Think of the most outlandish thing you might possibly imagine. I have an idea of travelling in a time machine into the past and accidentally killing my great great grandfather. Well, do I? To have an idea is more than merely thinking you have the idea (more on this below). It must be a coherent idea. Arguably, the time travel scenario I have described is not coherent.
So Descartes thought is that ideas must come from somewhere, and moreover we have the capacity to tell, through reason and reflection, whether our ideas are coherent.
Let's look at the idea of 'cause and effect'. You say that this idea, 'does not seem to have any basis whatsoever'. Hume famously criticised the 'a priori' notion of cause, but his 'principles for judging causes and effects' explain why we make judgements of this kind (whose meaning Hume explains in terms of unrestricted universal generalization). Hume, finding in himself an 'idea' of X, would indeed consider it to be a perfectly well framed question where this idea comes from in a causal sense, in his terms, how it is formed from ideas and impressions through the process of association of ideas.
Hume, of course, would disagree on the question of whether the idea Descartes identified was indeed the idea that Descartes claimed it to be.
Is it possible for an imperfect being to have an idea of perfection? A good way to frame this question is in terms of the concept of infinity. Human beings are finite, yet we seem to be able to talk about, e.g. the infinite series of integers. (There is an excellent book on this theme, A.W. Moore 'The Infinite'.) If we conclude that it is possible to frame the concept of an infinite series, how is it possible? That looks like it could be an interesting question in the philosophy of mathematics.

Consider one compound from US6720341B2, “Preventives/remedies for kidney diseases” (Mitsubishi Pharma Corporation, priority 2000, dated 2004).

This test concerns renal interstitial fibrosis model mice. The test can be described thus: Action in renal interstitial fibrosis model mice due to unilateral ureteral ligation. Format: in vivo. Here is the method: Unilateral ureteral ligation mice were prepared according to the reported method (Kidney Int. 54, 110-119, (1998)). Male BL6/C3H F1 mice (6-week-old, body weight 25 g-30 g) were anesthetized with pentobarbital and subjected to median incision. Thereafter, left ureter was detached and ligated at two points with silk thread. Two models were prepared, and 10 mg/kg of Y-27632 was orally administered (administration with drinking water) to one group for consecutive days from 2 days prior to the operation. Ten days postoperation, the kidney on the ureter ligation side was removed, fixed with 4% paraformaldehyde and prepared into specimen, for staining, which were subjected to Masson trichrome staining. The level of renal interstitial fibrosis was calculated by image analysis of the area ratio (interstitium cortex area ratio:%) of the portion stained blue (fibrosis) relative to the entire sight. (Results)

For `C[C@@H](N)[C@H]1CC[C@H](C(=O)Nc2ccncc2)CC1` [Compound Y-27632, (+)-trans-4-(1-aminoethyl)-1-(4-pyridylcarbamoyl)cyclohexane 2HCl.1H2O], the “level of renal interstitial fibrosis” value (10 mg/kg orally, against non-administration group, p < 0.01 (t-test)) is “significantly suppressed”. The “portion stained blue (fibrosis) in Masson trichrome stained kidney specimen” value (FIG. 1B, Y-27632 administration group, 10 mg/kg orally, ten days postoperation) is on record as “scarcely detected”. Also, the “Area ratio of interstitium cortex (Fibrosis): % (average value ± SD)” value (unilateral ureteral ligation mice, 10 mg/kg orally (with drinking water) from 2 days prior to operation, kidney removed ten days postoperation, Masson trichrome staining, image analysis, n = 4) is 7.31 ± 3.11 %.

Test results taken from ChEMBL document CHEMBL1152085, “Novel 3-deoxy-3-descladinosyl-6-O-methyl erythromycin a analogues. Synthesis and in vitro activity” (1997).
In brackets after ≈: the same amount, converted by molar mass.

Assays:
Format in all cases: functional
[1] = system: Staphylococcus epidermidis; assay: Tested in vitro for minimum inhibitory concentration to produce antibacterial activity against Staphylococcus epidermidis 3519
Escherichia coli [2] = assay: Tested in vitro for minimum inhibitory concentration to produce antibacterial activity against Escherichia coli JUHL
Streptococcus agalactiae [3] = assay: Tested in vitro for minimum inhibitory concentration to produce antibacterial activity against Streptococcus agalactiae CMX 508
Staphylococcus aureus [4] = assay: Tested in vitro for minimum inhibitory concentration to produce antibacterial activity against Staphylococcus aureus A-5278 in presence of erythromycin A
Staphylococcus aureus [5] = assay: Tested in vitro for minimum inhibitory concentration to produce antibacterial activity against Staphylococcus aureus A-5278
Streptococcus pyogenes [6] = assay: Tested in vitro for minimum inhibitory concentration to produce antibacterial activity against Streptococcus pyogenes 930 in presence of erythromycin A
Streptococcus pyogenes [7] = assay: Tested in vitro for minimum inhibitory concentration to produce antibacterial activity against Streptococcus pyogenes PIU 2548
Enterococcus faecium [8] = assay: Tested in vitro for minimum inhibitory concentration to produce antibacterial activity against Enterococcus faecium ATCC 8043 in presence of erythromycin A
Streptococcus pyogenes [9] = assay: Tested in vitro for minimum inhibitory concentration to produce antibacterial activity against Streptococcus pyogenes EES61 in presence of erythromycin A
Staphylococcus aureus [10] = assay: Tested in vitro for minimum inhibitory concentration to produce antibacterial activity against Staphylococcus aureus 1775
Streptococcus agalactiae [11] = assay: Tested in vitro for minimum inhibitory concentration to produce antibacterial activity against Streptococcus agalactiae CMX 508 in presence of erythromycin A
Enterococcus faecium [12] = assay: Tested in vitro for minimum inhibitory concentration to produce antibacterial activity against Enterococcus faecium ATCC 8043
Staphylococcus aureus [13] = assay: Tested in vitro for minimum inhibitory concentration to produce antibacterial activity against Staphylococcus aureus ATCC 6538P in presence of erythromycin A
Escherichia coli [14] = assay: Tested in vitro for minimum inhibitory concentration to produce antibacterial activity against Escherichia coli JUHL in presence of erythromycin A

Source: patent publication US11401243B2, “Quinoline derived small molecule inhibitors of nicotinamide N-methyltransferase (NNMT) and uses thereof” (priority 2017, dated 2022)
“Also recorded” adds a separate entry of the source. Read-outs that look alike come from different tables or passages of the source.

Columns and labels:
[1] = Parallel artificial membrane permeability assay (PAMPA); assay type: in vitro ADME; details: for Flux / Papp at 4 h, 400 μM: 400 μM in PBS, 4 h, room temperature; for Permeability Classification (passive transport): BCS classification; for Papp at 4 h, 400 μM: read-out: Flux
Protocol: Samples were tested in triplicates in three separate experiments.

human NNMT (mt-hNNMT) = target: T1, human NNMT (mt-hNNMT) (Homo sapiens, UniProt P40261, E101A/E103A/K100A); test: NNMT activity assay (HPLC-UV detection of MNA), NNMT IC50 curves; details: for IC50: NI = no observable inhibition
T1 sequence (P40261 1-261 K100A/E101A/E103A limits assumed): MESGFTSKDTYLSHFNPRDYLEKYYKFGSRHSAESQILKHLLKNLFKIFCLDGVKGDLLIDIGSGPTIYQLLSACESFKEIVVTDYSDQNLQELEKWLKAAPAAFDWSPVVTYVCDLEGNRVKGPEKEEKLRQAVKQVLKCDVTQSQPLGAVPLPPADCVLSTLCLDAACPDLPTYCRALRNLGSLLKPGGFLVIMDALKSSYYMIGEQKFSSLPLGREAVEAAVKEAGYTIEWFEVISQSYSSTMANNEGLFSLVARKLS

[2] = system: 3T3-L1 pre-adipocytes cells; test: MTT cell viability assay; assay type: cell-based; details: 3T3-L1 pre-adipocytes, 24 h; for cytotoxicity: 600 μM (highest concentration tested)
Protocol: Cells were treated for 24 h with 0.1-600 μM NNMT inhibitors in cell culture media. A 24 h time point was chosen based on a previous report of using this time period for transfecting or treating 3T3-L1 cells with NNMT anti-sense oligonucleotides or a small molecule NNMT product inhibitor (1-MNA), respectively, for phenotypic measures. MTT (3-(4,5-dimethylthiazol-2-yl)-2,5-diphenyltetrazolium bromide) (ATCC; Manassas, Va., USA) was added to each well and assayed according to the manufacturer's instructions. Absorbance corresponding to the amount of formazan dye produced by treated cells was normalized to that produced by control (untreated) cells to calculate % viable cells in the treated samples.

The continental philosopher Emmanuel Levinas (in 'Totality and Infinity') gives central prominence to Descartes' idea of perfection, arguing that its true meaning can be understood in terms of my notion - which seems paradoxically impossible to explain - of the 'other person'. Establishing the legitimacy of this idea would be nothing less than a solution to the problem of solipsism.
Hume's bundle theory
It takes you over two pages to get to your answer to this question. As a general rule, in an exam should concentrate on answering the question and nothing but the question. If you take up too much space with preliminaries, then you obviously will have less time to answer the question. Also, there is a danger that you will lose marks from impatient examiners.
I realize that these essays partly serve the function of collecting together the results of your studies, and this is the reason why you spend part of the essay discussing Hume attack on the notion of the self as substance.
I disagree with Stroud and (I think) also with Dicker about the coherence of the bundle theory (although I am not a Humean).